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Rachel Montgomery's Journey (Part I?)

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Confused1:
Hi Rachel,

I am not Intersex and do not have Kallman's Syndrome, but we have some similarities. I had prostate surgery in March of 18. It actually started my journey. I have a medical condition from that surgery that I can't live with. I could get no help from my doctors, so I went everywhere looking for answers. I finally happened upon Zero Depth Vaginoplasty on another website. That put the cart in front of the horse for me. I realized I would eventually go there and it was the only way to live a normal life. I knew my wife wouldn't like that so I kept searching. I didn't say anything about it to my wife for six months. That went over well-NOT!

I still did not really know what was wrong inside me, but the cancer returned late last year and I had to go through ADT to lower testosterone and then radiation early this year. After 2 months on ADT, I realized I never want testosterone again. Then I found someone on a prostate cancer website that actually figured out my medical issue. I switched to another urologist. Problem is, the vaginoplasty is still the only viable way to fix it. My new urologist seemed to think so as well.

Early this year, I happened on one of Emma1017's threads, realized I am transgender and that is why my mind so easily accepted the surgery. I realized my past and Emma's were very similar. It created a Aha moment along with Oh No! I always knew these feelings/thoughts were in my head, but not the why.

I had already researched what it took to get the surgery, so I set up a gender therapist appointment and learned a lot more about myself. I suggest you go talk to one. I don't know how much dysphoria you have if any. Puberty was hell for me and it was for awhile after. I only had one period of strong dysphoria a couple decades ago and it eventually seemed to subside. I also think I am gender fluid. I know with many it becomes overwhelming. It did not for me until after my surgery. YMMV. There are not many easy choices in this. Only you can decide what you need to do. A gender therapist can help you sort that out.

I also live in a very conservative state close to you, Arkansas. I have made my wife, daughters, and preacher very uncomfortable this year. I go to a pretty conservative church. Many there also consider being trans a sin, though I have managed to educate my preacher a little. Both of our families live a long distance away and I don't intend to share this with them. They all think I am getting surgery for something else. I have managed to get my wife pretty much on board, but at present I still plan to live as a man. It has been a roller coaster ride, but has improved greatly since the beginning of this. Lack of hormones just started some growth up top. I considered myself non binary, so I never expected the emotions that growing breasts would bring out in me. My wife is OK with that too, especially since it was started by the cancer treatments. Still, I think she is OK as long as I don't start wearing a dress. She has mentioned helping me bind or getting a bra, so there is an opening. If or when we transition, our wives have to as well. Some won't. I hope your wife will understand over time if you decide you need to transition.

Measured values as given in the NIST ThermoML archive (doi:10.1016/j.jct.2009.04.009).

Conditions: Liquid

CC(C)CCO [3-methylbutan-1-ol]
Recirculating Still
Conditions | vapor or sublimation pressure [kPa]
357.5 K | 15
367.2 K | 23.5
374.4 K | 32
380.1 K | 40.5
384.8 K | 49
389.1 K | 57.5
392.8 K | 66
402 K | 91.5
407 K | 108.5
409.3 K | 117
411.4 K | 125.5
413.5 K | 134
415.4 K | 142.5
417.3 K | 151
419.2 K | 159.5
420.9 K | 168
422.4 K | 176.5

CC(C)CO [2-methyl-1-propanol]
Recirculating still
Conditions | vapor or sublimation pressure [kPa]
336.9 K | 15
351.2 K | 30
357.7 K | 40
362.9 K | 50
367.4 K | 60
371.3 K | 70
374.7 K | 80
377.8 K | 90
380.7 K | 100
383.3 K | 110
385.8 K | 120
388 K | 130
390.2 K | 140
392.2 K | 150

Hugs,
Mike

Rachel Montgomery:

--- Quote from: Confused1 on December 18, 2020, 02:55:16 pm ---Hi Rachel,

After 2 months on ADT, I realized I never want testosterone again. Then I found someone on a prostate cancer website that actually figured out my medical issue. I switched to another urologist. Problem is, the vaginoplasty is still the only viable way to fix it. My new urologist seemed to think so as well.
--- End quote ---

What, if you don't mind my asking, is your medical issue such that vaginoplasty is the only viable way to fix?  Gender Dysphoria?  Or, something else? 


--- Quote from: Confused1 ---...so I set up a gender therapist appointment and learned a lot more about myself. I suggest you go talk to one.
--- End quote ---
  I have actually talked to three.  The first one I fired because she said I was a transsexual, and I thought that meant she wasn't listening (because I thought that if you were terrified to transition rather than embracing it, you weren't transsexual).  The second show me the DSM and asked if that wasn't what I was describing.  I cried, it was.  But, I can't see my present therapist because she is shut down over Covid.  No in person appointments.  And, I don't want to do Facetime appointments.


--- Quote from: Confused1 ---I don't know how much dysphoria you have if any.
--- End quote ---

I don't either.  Sometimes it is significant making it hard to think about anything else, sometimes it is like a dull chronic pain in my soul.  How much is that?  Thankfully, I just had a two year run where it was very manageable.  Sadly, that has ended, and right now it is what I would describe as "pretty bad".  I wish I could see my psychologist. 


--- Quote from: Confused1 ---I also live in a very conservative state close to you, Arkansas.
--- End quote ---
Yes, that is probably a similar environment.  Not so close geographically, but close culturally. 


--- Quote from: Confused1 ---I have made my wife, daughters, and preacher very uncomfortable this year.
--- End quote ---
Oh, do tell.  What did you do or say that made them chagrined?


--- Quote from: Confused1 ---I have managed to get my wife pretty much on board, but at present I still plan to live as a man. It has been a roller coaster ride, but has improved greatly since the beginning of this. Lack of hormones just started some growth up top. I considered myself non binary, so I never expected the emotions that growing breasts would bring out in me. My wife is OK with that too, especially since it was started by the cancer treatments. Still, I think she is OK as long as I don't start wearing a dress.
--- End quote ---

If wearing a dress is code for anything that isn't men's clothing, mine is there with her.  I could not satisfy my wife's demands by wearing leggings and a tunic.


--- Quote from: Confused1 ---If or when we transition, our wives have to as well. Some won't. I hope your wife will understand over time if you decide you need to transition.
--- End quote ---
Yes, I suppose so.  My then ex-wife would be very embarrassed for people to know that I was changing my appearance in that way.

Pammie:

--- Quote from: Rachel Montgomery on December 18, 2020, 12:57:22 pm ---In essence, I hope I can avoid transitioning.  My wife did make me promise that if I had to transition to be happy, that I would transition.  But, she said if I did that she would divorce me.  She said we would always be friends.